On August 6, 2012, the NASA Curiosity rover landed on Mars at the base of Mount Sharp, a mountain the size of Kilimanjaro (roughly 19,000 feet) in the middle of Gale Crater. Nina Lanza, space scientist at the Los Alamos National Laboratory, remembers the day well. As part of the team that built ChemCam, one of the ten instruments on the rover, she spent three months at the Jet Propulsion Laboratory in California, living on “Mars time” to follow Curiosity’s first “steps.”
ChemCam stands for “chemistry camera” and comprises a laser-induced breakdown spectroscopy (LIBS) instrument and a Remote Micro Imager (RMI). It was built at the Los Alamos National Laboratory in collaboration with the French space agency CNES. Nina Lanza and postdoctoral fellow Patrick Gasda are two of the Los Alamos scientists who work on the instrument.
“We get to shoot a laser on Mars for a living,” Lanza says, grinning.
And the laser on ChemCam is extremely powerful. When focused on a target, it vaporizes a small amount of material by heating Martian rocks to a temperature that’s roughly equivalent to that of the surface of the sun. “When we fire at a nearby target,” Gasda explains, “the elements get excited and, as they come down from that excited state, they emit light.”
By looking at the light emitted by the target, scientists can analyze the composition of rocks and soils on Mars. Previous Mars missions have found ice in the near-surface at high latitudes, begging the question: was there ever water on other parts of Mars at some point? And if there was—does that mean there could have been life, too?
With the very first laser shots from ChemCam, the answer was a definitive yes. “ChemCam discovered that all Martian dust is hydrated,” Lanza explains. “Given how dusty Mars is, this means that water is everywhere on the planet. We also found evidence that water was flowing in Mars’s past.”
“Gale Crater was filled with water,” Gasda adds. “From the sequence of sedimentary rocks we know of flowing streams in the crater that converged to a large body of still water that likely lasted for millions of years.”
“Curiosity gave us a picture of Gale Crater as an extremely habitable system,” Lanza continues. “We know that on Earth systems like this, with long-lasting neutral pH waters, would definitely support life.”
But how do you go about finding evidence for life? You search for clues, in other words, unique markers that identify biological activity.
“A potential marker could be manganese minerals,” Lanza says. In 2016 Curiosity found rocks rich in manganese-oxides at a location called Kimberley. “Manganese deposits in the terrestrial geological record mark the shift to higher concentrations of atmospheric oxygen due to the emergence of photosynthesis. This means that there could have been more oxygen in the Martian atmosphere in the past.”
Water. Oxygen. What about other building blocks of life? How do we look for those?
“Some nucleic and amino acids have been found in space,” Gasda tells me. “However, sugars like ribose—the R in RNA, one of the first building blocks of life—are too unstable to be found in space. In order to have life, you need molecules that stabilize these sugars in water. Borates are particularly promising molecules for stabilizing sugars.”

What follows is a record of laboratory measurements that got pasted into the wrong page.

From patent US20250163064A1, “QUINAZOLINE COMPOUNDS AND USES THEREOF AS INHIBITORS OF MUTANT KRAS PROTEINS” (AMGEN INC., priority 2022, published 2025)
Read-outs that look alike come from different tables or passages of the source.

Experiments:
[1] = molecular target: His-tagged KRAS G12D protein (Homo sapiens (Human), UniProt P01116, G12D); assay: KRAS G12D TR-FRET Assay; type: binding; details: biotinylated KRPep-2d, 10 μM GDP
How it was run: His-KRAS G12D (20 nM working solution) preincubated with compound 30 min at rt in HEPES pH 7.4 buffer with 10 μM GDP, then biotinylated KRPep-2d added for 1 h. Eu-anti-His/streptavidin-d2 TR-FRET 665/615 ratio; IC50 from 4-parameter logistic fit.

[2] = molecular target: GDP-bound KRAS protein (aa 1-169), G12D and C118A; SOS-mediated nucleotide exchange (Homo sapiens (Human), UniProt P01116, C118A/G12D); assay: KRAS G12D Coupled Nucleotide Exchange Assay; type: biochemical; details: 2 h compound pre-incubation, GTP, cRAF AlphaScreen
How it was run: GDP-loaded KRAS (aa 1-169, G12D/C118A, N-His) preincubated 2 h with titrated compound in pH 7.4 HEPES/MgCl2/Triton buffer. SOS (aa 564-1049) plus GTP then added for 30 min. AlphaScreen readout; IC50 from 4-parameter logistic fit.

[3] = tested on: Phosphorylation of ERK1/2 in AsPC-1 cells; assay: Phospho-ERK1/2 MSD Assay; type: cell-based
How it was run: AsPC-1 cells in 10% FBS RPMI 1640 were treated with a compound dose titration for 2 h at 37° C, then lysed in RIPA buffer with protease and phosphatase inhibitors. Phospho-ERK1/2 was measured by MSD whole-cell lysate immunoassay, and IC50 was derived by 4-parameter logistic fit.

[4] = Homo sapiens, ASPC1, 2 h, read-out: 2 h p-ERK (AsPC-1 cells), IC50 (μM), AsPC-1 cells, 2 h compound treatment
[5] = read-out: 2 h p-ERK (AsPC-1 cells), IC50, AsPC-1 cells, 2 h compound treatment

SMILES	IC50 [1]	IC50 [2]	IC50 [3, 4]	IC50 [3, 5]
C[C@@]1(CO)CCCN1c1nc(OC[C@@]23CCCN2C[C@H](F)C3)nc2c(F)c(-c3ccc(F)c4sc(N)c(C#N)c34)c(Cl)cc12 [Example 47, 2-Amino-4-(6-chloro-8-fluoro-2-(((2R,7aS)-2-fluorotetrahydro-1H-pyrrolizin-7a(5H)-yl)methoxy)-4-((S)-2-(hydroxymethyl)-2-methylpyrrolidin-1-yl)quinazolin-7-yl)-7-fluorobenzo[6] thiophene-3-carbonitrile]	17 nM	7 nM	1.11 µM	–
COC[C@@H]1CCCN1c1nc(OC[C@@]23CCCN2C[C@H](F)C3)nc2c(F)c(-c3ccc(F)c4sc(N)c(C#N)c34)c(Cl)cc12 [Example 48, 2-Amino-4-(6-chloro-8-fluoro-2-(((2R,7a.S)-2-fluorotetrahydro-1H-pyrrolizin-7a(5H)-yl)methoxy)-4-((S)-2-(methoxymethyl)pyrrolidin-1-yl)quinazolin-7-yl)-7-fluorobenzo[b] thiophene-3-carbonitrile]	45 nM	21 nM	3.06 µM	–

Boron is highly soluble in water. In 2013 researchers from the University of Hawaii found boron in a meteorite from Mars. That’s when Gasda became interested in this quest. “Once we knew that Gale Crater had once hosted a large body of water, it was natural to search for borates in those sediments.”
ChemCam did indeed find boron on Mars in 2016. Together with the manganese oxides, this is still not sufficient evidence for life on Mars, but it shows that some of the raw ingredients were present. The scientists are primed to keep looking. Curiosity has been on Mars almost five years (or 1660 sols), and its data is helping researchers fine-tune the instruments for the next Mars rover, provisionally named Mars 2020, to be launched in July 2020.
“We need to look for biosignatures,” Lanza says. “And we may not find them. But if we don’t, to me, the most striking question would be: what if there were indeed all the ingredients for life on Mars, yet life never happened? What made Earth so unique that life could happen here but nowhere else?”
Gasda nods. “And if we are indeed unique, shouldn’t this make us feel more special, and make us more cautious about the way we treat our planet and our biodiversity?”
I mention the current political climate, with the planned budget cuts to scientific research, and the appalling denial of any intervention to curb global warming.
“These cuts to basic research are disheartening,” Lanza says. “People often think of NASA research as esoteric and out of touch. And yet almost everyone has GPS technology on their smart phones today, something we owe to space research. Take the electron as another example. I’m sure people in the nineteenth century found J. J. Thomson’s research on the electron to be highly academic, with few practical applications. Yet without his discovery we wouldn’t have electricity, and our lives today would be fundamentally different.”
“The best measure for progress,” Lanza concludes, “is when you can’t imagine the knowledge you are going to gain. Let the science surprise you.”
Nina Lanza is a staff scientist, and Patrick Gasda is a postdoctoral research fellow, both in the Space and Remote Sensing group at the Los Alamos National Laboratory and on the science team for the Curiosity Mars rover mission. The opinions expressed here are their own and not their employer’s. Both will be speaking at the March for Science in Santa Fe, New Mexico, on April 22nd.